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Proud . . . Carol Dale with a photograph of Timaru Boys' High School players with Siua Maile, second from left. PHOTO: CHRIS TOBIN

by Chris Tobin

Tonga might have been hammered 92-7 by the All Blacks in Hamilton on Saturday but the result did not detract from the match being a special occasion for newly capped Tongan hooker Siua Maile (22) and for a group of people in Timaru.

Maile lived in Timaru for two years and played for the Timaru Boys’ High School first XV in 2013 and 2014.

In his first year in Timaru, Maile lived with prominent golfer and now professional at the Gleniti club, Peter Hayes, and his wife, Margaret.

“Margaret was on the school committee and our son, Cameron, was in the first XV, so we put our hand up,” Mr Hayes said. Maile came to stay, accompanied by another Tongan boy, Tiamo Kiutau.

My ball . . . Tongan hooker Siua Maile goes to ground with the ball ahead of All Black midfielder Ryan Crotty during the test in Hamilton on Saturday. PHOTO: NZ HERALD

“They were pretty raw at first, sleeping on the floor, but they were great boys. Both had a lot of talent and it was a great experience for our family.

“Siua was very quiet and shy and they were very Christian boys. We’re rapt that he’s made that level.”

After his first year, he went to stay with Carol and Neale Dale.

Timaru sports official Don Garland says Siua Maile has followed several other former Timaru Boys’ First XV players from the Pacific Islands to play top-level rugby.

“Nathan Robinson and Amosa Anglem have both played test rugby for the Cook Islands, with Robinson also playing test rugby league for the Cook Islands.”

Robinson also represented the Cook Islands in sevens at the 2006 Commonwealth Games in Melbourne.

“Tevita Vaikona, who was a member of the 1991 Timaru Boys’ High School First XV with Scotland international Brendan Laney, represented Tonga in sevens at the 2002 Commonwealth Games in Manchester, as well as at the 1995 and 2000 Rugby League World Cups.

“Just of interest as well, Tevita Eukaliti, Melvin Pauni and Maka Mafileo represented the Tongan under-20 side in 2018, with Eukaliti and Mauni representing Canterbury under-20 and Mafileo Canterbury under-19 with Cullen Grace, captain, Fin Joyce and Thomas Edwards.

“Tevita Vaikona also represented the Junior Kiwis Rugby League side in 1994 against Australia in two tests.”

Standing tall . . . Carol Dale is somewhat shorter than one of her “boys,’ Patelesio Latu (16). PHOTO:CHRIS TOBIN

“When he first went to Christchurch he was down every other weekend. He got married this year and now has a son.

“I was talking to him the other day and he’s stoked about getting selected,” Mrs Dale said.

The Dales were delighted with his success.

“It’s like one of your own kids getting it.”

Maile plays for the Shirley premier club team and unlike the fulltime professional All Blacks, he fits rugby around a job, working as a roofer in Christchurch.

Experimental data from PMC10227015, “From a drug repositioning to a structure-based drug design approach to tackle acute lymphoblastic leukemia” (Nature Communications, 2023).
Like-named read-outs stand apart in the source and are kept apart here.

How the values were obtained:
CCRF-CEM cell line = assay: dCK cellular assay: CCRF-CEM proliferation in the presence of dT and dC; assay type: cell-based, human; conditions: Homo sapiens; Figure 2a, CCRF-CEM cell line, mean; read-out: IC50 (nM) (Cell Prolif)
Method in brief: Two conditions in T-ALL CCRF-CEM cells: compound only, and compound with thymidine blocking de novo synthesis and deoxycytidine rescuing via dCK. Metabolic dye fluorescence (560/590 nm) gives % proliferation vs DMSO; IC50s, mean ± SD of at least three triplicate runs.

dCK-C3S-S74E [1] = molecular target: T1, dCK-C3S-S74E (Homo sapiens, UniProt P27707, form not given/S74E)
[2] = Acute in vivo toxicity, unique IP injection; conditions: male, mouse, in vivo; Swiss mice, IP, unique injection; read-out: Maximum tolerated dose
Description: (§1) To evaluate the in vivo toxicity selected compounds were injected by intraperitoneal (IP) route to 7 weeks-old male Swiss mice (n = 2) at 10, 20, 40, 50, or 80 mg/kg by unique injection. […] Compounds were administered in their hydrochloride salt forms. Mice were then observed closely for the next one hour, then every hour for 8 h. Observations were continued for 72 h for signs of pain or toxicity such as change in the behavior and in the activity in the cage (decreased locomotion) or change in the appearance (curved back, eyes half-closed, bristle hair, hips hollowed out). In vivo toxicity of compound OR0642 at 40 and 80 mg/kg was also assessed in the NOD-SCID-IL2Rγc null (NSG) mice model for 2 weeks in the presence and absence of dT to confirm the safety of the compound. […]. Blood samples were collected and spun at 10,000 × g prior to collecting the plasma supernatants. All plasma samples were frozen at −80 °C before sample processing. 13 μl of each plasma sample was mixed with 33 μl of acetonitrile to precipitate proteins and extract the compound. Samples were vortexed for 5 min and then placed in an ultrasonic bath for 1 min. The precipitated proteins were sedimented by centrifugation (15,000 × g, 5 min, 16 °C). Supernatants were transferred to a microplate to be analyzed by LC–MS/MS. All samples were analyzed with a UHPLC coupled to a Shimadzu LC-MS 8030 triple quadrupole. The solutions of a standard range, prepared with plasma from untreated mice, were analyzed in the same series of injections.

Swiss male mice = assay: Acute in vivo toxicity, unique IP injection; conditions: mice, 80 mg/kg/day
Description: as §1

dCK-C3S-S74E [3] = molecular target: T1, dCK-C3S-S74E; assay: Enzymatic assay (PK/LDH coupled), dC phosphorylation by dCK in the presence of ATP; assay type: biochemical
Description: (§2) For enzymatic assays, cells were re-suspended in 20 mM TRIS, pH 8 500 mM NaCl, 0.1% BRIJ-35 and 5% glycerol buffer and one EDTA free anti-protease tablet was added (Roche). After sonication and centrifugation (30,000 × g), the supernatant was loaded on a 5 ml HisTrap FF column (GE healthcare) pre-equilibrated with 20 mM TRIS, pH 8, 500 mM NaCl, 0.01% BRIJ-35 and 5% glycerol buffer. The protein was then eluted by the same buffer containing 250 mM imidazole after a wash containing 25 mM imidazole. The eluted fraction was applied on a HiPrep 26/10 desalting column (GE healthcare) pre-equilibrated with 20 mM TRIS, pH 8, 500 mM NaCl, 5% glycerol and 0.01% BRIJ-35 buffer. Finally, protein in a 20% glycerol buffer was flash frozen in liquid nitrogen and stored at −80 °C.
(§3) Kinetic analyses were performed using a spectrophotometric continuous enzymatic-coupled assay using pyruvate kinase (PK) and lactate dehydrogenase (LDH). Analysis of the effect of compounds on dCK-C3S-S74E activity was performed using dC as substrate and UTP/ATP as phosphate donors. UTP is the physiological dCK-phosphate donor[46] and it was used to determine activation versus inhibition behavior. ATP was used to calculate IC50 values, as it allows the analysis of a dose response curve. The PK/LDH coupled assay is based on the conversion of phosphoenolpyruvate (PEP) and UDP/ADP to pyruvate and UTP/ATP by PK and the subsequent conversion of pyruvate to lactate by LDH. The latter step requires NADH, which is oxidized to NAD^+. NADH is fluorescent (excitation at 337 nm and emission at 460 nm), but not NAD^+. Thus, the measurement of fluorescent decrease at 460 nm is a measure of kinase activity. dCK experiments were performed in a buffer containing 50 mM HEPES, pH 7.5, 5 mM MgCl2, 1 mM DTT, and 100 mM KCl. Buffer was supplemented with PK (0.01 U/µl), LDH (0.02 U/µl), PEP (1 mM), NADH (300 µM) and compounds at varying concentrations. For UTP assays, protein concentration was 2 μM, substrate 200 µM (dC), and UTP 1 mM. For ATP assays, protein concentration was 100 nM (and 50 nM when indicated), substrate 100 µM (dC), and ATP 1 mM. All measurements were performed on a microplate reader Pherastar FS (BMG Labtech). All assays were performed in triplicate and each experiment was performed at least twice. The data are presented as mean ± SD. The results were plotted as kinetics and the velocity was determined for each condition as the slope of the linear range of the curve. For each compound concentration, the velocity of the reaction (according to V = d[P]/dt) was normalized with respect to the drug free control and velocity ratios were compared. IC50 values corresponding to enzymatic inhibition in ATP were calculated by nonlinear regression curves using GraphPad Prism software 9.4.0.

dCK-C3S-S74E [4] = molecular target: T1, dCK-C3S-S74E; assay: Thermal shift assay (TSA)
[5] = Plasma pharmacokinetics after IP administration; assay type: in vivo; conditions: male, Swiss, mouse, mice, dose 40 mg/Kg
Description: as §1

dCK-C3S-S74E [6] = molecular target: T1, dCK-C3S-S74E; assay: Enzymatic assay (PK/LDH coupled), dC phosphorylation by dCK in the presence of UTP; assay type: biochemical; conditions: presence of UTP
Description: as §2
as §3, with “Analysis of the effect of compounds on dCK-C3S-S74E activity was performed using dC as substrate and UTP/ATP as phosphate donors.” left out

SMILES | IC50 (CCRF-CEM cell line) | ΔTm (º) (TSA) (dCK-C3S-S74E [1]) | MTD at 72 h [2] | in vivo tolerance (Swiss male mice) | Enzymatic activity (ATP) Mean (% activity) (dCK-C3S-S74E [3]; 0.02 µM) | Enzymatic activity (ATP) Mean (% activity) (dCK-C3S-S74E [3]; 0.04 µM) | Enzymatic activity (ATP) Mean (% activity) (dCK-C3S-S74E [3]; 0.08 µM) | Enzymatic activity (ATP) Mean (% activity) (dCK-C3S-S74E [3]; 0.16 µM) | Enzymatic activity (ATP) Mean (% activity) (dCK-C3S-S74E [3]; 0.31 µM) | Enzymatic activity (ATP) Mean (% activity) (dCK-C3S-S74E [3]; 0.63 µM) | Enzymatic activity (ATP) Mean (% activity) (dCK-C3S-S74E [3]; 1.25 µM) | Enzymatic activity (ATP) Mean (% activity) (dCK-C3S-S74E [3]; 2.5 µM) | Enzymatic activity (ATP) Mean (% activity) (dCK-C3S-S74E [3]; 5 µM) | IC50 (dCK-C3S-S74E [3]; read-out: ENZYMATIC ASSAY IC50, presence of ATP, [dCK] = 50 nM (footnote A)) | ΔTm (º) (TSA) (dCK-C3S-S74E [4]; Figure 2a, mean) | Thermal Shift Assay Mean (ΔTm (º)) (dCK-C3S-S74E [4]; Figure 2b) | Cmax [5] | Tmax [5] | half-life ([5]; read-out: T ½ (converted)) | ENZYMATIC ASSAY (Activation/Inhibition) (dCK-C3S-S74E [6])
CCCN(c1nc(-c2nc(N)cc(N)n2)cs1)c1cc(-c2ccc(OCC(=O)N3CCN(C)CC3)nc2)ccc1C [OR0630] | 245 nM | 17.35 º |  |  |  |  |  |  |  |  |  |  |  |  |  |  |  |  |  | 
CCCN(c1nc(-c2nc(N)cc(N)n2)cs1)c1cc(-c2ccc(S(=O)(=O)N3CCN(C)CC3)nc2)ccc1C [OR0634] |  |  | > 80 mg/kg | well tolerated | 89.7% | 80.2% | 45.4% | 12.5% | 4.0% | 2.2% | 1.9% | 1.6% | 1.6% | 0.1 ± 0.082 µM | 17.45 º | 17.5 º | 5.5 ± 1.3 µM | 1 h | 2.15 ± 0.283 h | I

His dramatic call-up, being plucked from club rugby to test status, came after two other Tongan hookers were injured.

Maile started as a wing with the Timaru Boys’ First XV, then became an openside flanker and was named the school’s First XV player of the year in 2014.

After his shift to Christchurch he made Canterbury under-age teams, still as a blindside flanker, but changed to the hooker position recently.

The Dales have been providing a second home for the rugby scholarship boys since 2011, starting with Felila Taukei’aho who is now back in Tonga and about to marry an American girl.

“They want to go as far as they can with the game.”

Taukei’aho’s brother Samisoni Taukei’aho is a hooker for the Chiefs.

“Our son Graison was in the first XV when Felila came; they became like brothers,” Mrs Dale said.

“It can be hard for them because it is a totally different culture coming here. It takes them about six weeks until they settle down.

“They’re very respectful and grateful for whatever you give them.”

Flanker . . . Siua Maile following one of his matches for the TBHS first XV as a openside flanker. PHOTO: SUPPLIED

She found the boys were ambitious to fulfil their rugby dreams, with the rugby scholarships being “their ticket to leave Tonga”.

“They want to go as far as they can with the game.”

Patelesio Latu (16) is living with the Dales at present. He has one more year at Timaru Boys’ High School and has set his sights high: “I want to go for the Crusaders.”

Those who have followed Felila Taukei’aho to the Dales’ home, besides Maile and Latu, are Makatapu Tangitau, Tevita Eukaliti, Maka Mafileo (all Tonga), John Vasurakuta (Fiji), Shane Jansen (South Africa), Talau and Amato Fakatava (Tonga).

Timaru Boys’ High School does not actively recruit rugby players from the Pacific Islands.

The school’s teacher in charge of rugby, Edward Patterson, said some schools were extremely structured but Timaru was not that organised.

Contacts and word of mouth had brought players to the school from the Pacific Islands since 2006, usually one or two players a year.

“We try to give them a good experience and Carol Dale does a tremendous job. She’s like a mother to them in New Zealand.”